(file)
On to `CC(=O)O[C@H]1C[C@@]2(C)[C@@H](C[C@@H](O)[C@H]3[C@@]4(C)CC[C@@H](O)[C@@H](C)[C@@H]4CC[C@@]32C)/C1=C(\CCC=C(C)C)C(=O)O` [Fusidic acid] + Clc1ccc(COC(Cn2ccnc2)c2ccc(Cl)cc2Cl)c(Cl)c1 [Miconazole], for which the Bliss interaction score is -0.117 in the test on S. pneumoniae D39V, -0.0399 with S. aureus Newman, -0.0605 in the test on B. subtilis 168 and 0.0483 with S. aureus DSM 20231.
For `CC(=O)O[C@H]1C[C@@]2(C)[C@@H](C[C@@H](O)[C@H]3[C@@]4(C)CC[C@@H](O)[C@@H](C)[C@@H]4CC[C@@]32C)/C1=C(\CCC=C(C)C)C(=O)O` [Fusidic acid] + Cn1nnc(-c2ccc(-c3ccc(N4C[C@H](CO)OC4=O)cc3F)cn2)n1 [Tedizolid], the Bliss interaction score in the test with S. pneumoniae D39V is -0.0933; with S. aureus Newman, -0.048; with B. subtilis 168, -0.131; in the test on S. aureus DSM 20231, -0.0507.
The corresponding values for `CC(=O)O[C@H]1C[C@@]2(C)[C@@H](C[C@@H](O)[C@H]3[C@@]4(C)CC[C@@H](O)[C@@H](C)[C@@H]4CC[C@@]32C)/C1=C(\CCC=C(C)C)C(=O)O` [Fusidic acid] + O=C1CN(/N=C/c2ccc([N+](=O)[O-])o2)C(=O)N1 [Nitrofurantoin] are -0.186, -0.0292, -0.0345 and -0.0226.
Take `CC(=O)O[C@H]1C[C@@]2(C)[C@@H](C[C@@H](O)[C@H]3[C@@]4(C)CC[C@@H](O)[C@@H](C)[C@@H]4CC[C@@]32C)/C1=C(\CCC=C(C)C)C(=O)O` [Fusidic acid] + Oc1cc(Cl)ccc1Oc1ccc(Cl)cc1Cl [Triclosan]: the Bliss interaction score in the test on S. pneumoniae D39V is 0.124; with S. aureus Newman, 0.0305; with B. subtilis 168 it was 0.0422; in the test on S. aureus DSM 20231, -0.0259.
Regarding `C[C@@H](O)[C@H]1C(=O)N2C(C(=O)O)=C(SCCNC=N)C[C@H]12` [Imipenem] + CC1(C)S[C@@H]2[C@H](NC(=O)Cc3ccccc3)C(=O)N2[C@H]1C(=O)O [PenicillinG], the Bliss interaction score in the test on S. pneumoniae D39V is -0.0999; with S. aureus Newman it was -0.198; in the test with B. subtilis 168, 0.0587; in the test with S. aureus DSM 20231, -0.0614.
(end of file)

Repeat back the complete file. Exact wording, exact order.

On to `CC(=O)O[C@H]1C[C@@]2(C)[C@@H](C[C@@H](O)[C@H]3[C@@]4(C)CC[C@@H](O)[C@@H](C)[C@@H]4CC[C@@]32C)/C1=C(\CCC=C(C)C)C(=O)O` [Fusidic acid] + Clc1ccc(COC(Cn2ccnc2)c2ccc(Cl)cc2Cl)c(Cl)c1 [Miconazole], for which the Bliss interaction score is -0.117 in the test on S. pneumoniae D39V, -0.0399 with S. aureus Newman, -0.0605 in the test on B. subtilis 168 and 0.0483 with S. aureus DSM 20231.
For `CC(=O)O[C@H]1C[C@@]2(C)[C@@H](C[C@@H](O)[C@H]3[C@@]4(C)CC[C@@H](O)[C@@H](C)[C@@H]4CC[C@@]32C)/C1=C(\CCC=C(C)C)C(=O)O` [Fusidic acid] + Cn1nnc(-c2ccc(-c3ccc(N4C[C@H](CO)OC4=O)cc3F)cn2)n1 [Tedizolid], the Bliss interaction score in the test with S. pneumoniae D39V is -0.0933; with S. aureus Newman, -0.048; with B. subtilis 168, -0.131; in the test on S. aureus DSM 20231, -0.0507.
The corresponding values for `CC(=O)O[C@H]1C[C@@]2(C)[C@@H](C[C@@H](O)[C@H]3[C@@]4(C)CC[C@@H](O)[C@@H](C)[C@@H]4CC[C@@]32C)/C1=C(\CCC=C(C)C)C(=O)O` [Fusidic acid] + O=C1CN(/N=C/c2ccc([N+](=O)[O-])o2)C(=O)N1 [Nitrofurantoin] are -0.186, -0.0292, -0.0345 and -0.0226.
Take `CC(=O)O[C@H]1C[C@@]2(C)[C@@H](C[C@@H](O)[C@H]3[C@@]4(C)CC[C@@H](O)[C@@H](C)[C@@H]4CC[C@@]32C)/C1=C(\CCC=C(C)C)C(=O)O` [Fusidic acid] + Oc1cc(Cl)ccc1Oc1ccc(Cl)cc1Cl [Triclosan]: the Bliss interaction score in the test on S. pneumoniae D39V is 0.124; with S. aureus Newman, 0.0305; with B. subtilis 168 it was 0.0422; in the test on S. aureus DSM 20231, -0.0259.
Regarding `C[C@@H](O)[C@H]1C(=O)N2C(C(=O)O)=C(SCCNC=N)C[C@H]12` [Imipenem] + CC1(C)S[C@@H]2[C@H](NC(=O)Cc3ccccc3)C(=O)N2[C@H]1C(=O)O [PenicillinG], the Bliss interaction score in the test on S. pneumoniae D39V is -0.0999; with S. aureus Newman it was -0.198; in the test with B. subtilis 168, 0.0587; in the test with S. aureus DSM 20231, -0.0614.